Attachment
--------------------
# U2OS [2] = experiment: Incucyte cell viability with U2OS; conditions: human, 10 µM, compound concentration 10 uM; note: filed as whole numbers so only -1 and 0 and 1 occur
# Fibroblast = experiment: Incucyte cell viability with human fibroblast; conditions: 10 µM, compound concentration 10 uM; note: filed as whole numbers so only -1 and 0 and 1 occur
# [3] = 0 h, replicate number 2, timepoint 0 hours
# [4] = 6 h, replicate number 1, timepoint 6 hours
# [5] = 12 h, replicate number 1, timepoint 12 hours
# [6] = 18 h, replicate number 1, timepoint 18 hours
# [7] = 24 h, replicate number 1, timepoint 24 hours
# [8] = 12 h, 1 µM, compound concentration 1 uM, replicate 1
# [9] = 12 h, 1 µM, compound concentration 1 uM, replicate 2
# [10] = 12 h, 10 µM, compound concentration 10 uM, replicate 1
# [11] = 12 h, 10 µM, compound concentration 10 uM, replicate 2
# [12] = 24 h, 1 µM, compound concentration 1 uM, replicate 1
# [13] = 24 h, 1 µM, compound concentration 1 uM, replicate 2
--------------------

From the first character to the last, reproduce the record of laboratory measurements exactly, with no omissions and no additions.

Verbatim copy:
# U2OS [2] = experiment: Incucyte cell viability with U2OS; conditions: human, 10 µM, compound concentration 10 uM; note: filed as whole numbers so only -1 and 0 and 1 occur
# Fibroblast = experiment: Incucyte cell viability with human fibroblast; conditions: 10 µM, compound concentration 10 uM; note: filed as whole numbers so only -1 and 0 and 1 occur
# [3] = 0 h, replicate number 2, timepoint 0 hours
# [4] = 6 h, replicate number 1, timepoint 6 hours
# [5] = 12 h, replicate number 1, timepoint 12 hours
# [6] = 18 h, replicate number 1, timepoint 18 hours
# [7] = 24 h, replicate number 1, timepoint 24 hours
# [8] = 12 h, 1 µM, compound concentration 1 uM, replicate 1
# [9] = 12 h, 1 µM, compound concentration 1 uM, replicate 2
# [10] = 12 h, 10 µM, compound concentration 10 uM, replicate 1
# [11] = 12 h, 10 µM, compound concentration 10 uM, replicate 2
# [12] = 24 h, 1 µM, compound concentration 1 uM, replicate 1
# [13] = 24 h, 1 µM, compound concentration 1 uM, replicate 2